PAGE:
Oversight

• SENATE ENVIRONMENT AND PUBLIC WORKS COMMITTEE (7/29/08) — Chairman Barbara BoxerBarbara BoxerTrump riles Dems with pick for powerful EPA job Pelosi's chief of staff stepping down Time is now to address infrastructure needs MORE (D-Calif.) and Sens. Sheldon WhitehouseSheldon WhitehouseJuan Williams: Momentum builds against gerrymandering Overnight Regulation: FTC launches probe into Equifax | Dems propose tougher data security rules | NYC aims to slash greenhouse gas emissions | EPA to reconsider Obama coal ash rule Overnight Cybersecurity: Kaspersky to testify before House | US sanctions Iranians over cyberattacks | Equifax reveals flaw that led to hack MORE (D-R.I.), Amy KlobucharAmy Jean KlobucharWeek ahead: Crunch time for defense bill’s cyber reforms | Equifax under scrutiny Some Dems sizzle, others see their stock fall on road to 2020 Consumers the big winners of Amazon-Whole Foods merger MORE (D-Minn.) and Frank Lautenberg (D-N.J.) asked the Environmental Protection Agency (EPA) administrator, Stephen Johnson, to step down. They’ve charged that Johnson gave false testimony to Congress and politicized his work with the EPA.

“Mr. Johnson has consistently chosen special interests over the American people’s interests in protecting health and safety. He has become a secretive and dangerous ally of polluters, and we cannot stand by and allow more damage to be done,” said Boxer. “We have lost all confidence in Stephen Johnson’s ability to carry out EPA’s mission in accordance with the law.”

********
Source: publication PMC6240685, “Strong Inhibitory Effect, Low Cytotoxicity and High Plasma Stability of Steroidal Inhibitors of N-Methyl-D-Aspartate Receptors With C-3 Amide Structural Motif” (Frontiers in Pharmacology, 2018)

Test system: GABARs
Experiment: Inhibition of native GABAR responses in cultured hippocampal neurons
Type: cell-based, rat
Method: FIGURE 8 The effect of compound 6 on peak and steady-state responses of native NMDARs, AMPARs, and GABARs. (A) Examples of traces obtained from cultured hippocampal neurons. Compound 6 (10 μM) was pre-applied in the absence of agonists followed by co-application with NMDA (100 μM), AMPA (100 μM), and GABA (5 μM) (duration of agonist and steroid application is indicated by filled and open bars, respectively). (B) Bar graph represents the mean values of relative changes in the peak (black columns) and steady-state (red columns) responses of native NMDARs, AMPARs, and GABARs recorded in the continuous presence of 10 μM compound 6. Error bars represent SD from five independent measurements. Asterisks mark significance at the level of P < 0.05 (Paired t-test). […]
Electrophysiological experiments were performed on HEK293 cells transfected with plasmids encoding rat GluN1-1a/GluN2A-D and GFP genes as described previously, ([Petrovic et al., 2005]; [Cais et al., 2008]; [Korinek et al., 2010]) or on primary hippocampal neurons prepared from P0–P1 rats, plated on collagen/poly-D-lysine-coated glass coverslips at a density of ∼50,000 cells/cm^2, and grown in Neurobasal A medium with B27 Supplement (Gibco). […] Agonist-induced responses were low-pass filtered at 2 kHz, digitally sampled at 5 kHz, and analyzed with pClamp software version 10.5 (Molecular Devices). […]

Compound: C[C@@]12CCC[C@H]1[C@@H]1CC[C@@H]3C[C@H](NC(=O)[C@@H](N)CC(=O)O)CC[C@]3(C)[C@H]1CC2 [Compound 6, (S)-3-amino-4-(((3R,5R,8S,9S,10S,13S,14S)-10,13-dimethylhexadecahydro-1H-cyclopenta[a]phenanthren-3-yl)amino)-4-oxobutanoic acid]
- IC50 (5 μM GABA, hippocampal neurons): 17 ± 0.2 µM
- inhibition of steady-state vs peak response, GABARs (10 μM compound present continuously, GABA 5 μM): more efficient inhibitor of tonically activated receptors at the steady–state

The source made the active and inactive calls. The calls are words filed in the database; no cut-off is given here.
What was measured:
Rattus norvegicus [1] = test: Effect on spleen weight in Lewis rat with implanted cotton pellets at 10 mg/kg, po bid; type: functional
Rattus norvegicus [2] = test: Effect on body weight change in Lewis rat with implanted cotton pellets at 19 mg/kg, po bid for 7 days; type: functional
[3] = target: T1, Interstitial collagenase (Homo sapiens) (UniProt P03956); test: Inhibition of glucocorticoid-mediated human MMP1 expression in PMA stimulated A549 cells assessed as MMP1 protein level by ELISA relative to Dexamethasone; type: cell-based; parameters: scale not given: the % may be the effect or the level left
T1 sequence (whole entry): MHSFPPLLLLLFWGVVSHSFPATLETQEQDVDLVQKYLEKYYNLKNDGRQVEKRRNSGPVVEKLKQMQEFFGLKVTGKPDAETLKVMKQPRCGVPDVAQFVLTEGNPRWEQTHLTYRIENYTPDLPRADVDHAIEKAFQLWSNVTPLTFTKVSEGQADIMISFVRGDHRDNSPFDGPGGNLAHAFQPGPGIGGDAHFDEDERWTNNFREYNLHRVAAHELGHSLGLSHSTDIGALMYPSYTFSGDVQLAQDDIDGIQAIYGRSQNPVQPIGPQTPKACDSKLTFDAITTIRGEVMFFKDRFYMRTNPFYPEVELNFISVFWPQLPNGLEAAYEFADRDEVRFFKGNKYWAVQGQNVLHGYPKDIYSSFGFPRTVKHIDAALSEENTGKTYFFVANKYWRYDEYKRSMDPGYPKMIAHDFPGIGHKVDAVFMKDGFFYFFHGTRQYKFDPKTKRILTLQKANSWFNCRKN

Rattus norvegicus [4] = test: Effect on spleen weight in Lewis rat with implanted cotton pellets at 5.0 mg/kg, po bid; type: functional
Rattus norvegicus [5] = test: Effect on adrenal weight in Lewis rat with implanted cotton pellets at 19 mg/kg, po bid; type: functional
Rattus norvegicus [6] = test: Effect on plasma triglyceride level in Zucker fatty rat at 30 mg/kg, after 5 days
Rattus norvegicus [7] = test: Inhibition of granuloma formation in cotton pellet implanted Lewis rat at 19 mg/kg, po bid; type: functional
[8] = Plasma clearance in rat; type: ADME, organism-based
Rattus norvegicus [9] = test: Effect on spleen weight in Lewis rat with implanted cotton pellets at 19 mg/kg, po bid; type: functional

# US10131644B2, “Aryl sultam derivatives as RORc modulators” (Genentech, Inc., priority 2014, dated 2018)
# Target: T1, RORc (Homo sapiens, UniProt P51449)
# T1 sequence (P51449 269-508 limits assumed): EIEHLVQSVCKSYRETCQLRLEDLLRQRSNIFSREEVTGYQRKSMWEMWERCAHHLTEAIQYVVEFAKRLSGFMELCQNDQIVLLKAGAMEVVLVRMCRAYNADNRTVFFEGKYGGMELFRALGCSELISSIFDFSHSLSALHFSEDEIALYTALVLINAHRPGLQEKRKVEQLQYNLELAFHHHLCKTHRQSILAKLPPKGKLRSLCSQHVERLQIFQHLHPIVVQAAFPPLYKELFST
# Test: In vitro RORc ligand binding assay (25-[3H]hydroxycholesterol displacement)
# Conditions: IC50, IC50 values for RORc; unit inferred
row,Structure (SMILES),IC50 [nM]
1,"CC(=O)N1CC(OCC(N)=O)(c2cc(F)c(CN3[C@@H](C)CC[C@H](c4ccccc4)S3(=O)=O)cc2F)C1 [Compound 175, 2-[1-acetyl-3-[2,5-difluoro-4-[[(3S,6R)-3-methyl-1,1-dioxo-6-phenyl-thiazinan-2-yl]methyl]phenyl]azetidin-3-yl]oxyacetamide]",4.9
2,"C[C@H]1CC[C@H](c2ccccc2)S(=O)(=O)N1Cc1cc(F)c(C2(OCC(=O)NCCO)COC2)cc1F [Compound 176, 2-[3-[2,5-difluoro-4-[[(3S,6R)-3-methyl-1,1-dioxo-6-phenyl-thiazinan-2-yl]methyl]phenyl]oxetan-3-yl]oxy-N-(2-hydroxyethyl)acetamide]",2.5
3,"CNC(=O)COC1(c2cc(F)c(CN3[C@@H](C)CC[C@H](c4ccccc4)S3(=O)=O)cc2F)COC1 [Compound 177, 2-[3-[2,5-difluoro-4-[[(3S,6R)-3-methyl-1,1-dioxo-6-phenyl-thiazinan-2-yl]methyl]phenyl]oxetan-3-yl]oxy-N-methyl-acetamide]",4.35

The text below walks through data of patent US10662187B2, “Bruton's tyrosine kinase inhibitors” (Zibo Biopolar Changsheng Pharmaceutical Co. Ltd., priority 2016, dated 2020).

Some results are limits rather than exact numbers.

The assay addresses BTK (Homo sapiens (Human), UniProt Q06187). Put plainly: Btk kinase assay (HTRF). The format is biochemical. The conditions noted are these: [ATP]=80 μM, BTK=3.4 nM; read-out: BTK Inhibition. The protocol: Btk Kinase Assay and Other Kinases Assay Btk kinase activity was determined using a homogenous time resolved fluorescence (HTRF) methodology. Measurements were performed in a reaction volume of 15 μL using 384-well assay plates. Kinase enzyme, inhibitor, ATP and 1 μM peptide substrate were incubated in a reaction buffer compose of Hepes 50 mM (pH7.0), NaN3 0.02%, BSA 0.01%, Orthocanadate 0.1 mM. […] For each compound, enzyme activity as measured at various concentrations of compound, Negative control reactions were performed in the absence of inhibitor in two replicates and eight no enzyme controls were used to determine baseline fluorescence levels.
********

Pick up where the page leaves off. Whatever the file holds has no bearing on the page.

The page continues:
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• HOUSE FOREIGN AFFAIRS COMMITTEE (7/29/08) — Chairman Howard Berman (D-Calif.) and Rep. Nita Lowey (D-N.Y.) questioned the wisdom of the administration’s intention to spend $200 million on upgrading Pakistan’s 5-16 combat aircraft.

“We are concerned that the administration’s proposal to use military assistance to pay for the 5-16 upgrades will divert funds from more effective counterterrorism tools like helicopters, TOW missiles, and night-vision goggles,” said Berman and Lowey in a released statement. “We have requested a hold on the administration’s planned reprogramming pending additional information.”

• HOUSE EDUCATION AND LABOR COMMITTEE (7/25/08) — Chairman George Miller (D-Calif.) criticized the Occupational Safety and Health Administration (OSHA) for issuing an $8.77 million citation on Imperial Sugar as a result of a February explosion at the company refinery in Georgia.

“The agency tasked by Congress to protect the health and safety of American workers has failed to aggressively address this deadly problem,” said Miller. “It is obvious from these events that existing rules and efforts by OSHA to prevent these explosions are not sufficient. The agency should immediately issue an emergency standard to prevent these explosive hazards. Failing that, Congress will act to ensure that the agency does its job.”